What Happened to A-Z?
We’ve received a lot of great feedback on the public beta from the Princeton community. (It’s all been helpful, so keep it coming.)
One comment we’re hearing has to do with A-Z. Here’s a comment that exemplifies what we’re hearing:
“Where is the A-Z index? Have I missed it? It is so easy to use that instead of scrolling through all the possible things to click on to find what one is looking for.”
A-Z has come to the end of its life. To understand why, we have to look back to “Jerry and David's Guide to the World Wide Web.” That was the name of a website by Jerry Yang and David Filo, two Stanford University graduate students who were trying to make sense of the early commercial Web by cataloging sites they found interesting. Jerry and David's guide would become Yahoo! in 1995.
Yahoo’s early success was based on its idea of organizing website links into a super directory, called a portal. Search at the time was dodgy (Google’s relevance-based approach was still a few years away) and most people found sites in the growing Web through portals (remember America Online, Excite and Lycos?).
The portal model was adopted in lots of places, including early higher ed sites. Princeton’s A-Z began its life at about the same time as Jerry and David were creating their guide, as we see in this screenshot from 1996’s princeton.edu:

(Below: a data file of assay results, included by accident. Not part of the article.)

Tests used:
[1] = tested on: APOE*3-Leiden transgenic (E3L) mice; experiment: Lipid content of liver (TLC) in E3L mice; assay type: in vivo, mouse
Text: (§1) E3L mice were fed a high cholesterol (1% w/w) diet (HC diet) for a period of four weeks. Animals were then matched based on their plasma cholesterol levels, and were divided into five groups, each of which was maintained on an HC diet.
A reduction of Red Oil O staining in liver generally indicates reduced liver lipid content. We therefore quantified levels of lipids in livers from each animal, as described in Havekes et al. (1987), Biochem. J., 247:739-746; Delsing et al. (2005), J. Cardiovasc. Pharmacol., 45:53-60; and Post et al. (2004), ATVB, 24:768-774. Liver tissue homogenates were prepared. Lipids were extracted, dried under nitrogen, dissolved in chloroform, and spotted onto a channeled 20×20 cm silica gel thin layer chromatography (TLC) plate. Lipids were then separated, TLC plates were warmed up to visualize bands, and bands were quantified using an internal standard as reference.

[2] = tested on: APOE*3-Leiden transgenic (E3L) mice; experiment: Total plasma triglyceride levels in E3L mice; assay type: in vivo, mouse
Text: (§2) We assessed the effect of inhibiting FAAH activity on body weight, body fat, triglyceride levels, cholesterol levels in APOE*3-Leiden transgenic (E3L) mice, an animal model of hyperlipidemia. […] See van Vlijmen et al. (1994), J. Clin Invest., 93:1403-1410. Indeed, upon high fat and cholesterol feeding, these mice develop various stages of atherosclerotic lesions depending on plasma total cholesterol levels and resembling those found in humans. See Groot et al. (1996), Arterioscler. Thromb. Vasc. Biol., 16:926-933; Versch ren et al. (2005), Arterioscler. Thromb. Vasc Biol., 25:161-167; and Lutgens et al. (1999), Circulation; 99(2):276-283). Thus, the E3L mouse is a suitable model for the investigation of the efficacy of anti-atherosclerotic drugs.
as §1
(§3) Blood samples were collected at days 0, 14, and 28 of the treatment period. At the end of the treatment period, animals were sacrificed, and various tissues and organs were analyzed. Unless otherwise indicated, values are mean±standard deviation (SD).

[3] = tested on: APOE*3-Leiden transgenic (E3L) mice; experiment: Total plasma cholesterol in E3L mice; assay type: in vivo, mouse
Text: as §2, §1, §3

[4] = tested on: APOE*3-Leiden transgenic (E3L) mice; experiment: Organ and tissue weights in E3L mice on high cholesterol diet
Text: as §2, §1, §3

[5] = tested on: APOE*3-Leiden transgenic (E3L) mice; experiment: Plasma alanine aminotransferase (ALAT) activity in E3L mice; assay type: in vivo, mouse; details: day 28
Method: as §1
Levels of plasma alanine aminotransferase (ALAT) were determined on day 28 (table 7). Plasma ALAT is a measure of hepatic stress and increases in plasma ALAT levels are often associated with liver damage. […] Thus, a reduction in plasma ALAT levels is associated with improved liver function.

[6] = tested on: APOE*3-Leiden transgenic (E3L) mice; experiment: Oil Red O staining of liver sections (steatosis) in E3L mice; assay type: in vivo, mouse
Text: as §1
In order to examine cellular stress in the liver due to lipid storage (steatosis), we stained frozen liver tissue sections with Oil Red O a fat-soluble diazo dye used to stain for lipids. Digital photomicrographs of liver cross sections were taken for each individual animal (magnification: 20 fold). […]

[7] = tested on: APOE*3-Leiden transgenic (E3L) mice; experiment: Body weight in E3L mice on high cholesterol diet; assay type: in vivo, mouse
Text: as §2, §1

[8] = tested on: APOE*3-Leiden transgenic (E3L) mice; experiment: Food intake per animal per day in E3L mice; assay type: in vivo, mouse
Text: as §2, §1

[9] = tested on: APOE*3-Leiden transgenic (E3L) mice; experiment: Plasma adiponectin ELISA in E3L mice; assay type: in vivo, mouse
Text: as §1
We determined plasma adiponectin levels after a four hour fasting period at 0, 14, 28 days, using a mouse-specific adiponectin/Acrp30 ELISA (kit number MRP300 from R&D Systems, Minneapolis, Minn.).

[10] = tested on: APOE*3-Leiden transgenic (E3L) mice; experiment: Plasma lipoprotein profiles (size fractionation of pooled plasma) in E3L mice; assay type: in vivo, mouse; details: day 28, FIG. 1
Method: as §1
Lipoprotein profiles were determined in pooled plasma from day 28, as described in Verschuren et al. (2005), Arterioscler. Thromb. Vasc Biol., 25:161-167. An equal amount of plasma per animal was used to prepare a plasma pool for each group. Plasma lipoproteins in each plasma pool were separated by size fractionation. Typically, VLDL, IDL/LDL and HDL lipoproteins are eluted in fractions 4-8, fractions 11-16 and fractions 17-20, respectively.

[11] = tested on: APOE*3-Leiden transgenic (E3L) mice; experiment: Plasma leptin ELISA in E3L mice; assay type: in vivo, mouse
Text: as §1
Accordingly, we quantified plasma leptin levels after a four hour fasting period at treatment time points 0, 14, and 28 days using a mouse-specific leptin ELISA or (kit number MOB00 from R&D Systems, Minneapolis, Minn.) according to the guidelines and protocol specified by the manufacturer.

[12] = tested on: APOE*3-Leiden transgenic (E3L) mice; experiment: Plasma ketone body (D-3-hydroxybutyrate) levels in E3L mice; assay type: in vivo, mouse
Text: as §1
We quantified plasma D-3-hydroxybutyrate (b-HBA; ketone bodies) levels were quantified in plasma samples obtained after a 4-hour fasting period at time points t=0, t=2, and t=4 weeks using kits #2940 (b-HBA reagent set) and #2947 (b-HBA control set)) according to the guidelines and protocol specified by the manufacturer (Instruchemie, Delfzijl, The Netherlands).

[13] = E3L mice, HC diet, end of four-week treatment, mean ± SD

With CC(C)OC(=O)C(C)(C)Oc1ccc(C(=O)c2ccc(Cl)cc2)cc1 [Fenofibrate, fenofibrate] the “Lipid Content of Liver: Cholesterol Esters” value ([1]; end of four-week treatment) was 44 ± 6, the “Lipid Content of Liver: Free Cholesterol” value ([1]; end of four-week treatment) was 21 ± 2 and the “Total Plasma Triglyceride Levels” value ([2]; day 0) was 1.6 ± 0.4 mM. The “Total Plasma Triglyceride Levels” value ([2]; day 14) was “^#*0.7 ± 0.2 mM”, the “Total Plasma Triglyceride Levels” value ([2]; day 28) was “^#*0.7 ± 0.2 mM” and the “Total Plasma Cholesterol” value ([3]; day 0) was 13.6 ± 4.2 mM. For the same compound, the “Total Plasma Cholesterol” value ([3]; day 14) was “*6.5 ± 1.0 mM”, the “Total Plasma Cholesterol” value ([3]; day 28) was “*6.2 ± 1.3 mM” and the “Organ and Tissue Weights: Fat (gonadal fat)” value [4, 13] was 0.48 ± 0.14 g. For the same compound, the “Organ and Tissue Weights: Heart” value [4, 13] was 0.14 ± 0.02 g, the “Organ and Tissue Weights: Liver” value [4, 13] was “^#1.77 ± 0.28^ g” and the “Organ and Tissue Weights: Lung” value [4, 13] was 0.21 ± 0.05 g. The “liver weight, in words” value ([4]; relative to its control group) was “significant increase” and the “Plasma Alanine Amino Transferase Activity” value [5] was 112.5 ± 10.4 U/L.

In fact the earliest incarnation of princeton.edu was a public-facing intranet that married a curated directory of sites with university news.
Fast forward 21 years: Yahoo’s directory business is long gone (the company itself is soon to be history when its sale to Verizon is complete), and the portal model it created died when the dot-com bubble popped. The way we find anything on the Internet today is with search, most likely from Google.
A-Z was a vestige of a time (not so long ago) when human curation was the best we could do. We can do a lot better now. Today we use Google to power princeton.edu’s search, and it indexes nearly every website under the princeton.edu domain. Where the old A-Z took a lot of work to maintain and was never completely accurate, Google takes no work and is considered the standard for finding things on the Internet.
It’s also easier: Finding the Physics Department on A-Z takes manually wading through 105 entries on the A-Z’s “P” page to find “Physics, Department of.” Search is something we do every day.
Search may be the better way to find the Physics Department but that doesn’t mean we can’t improve it. We are looking at ways to make departments and offices more visible in search results as part of our commitment to continuous improvement. Stay tuned.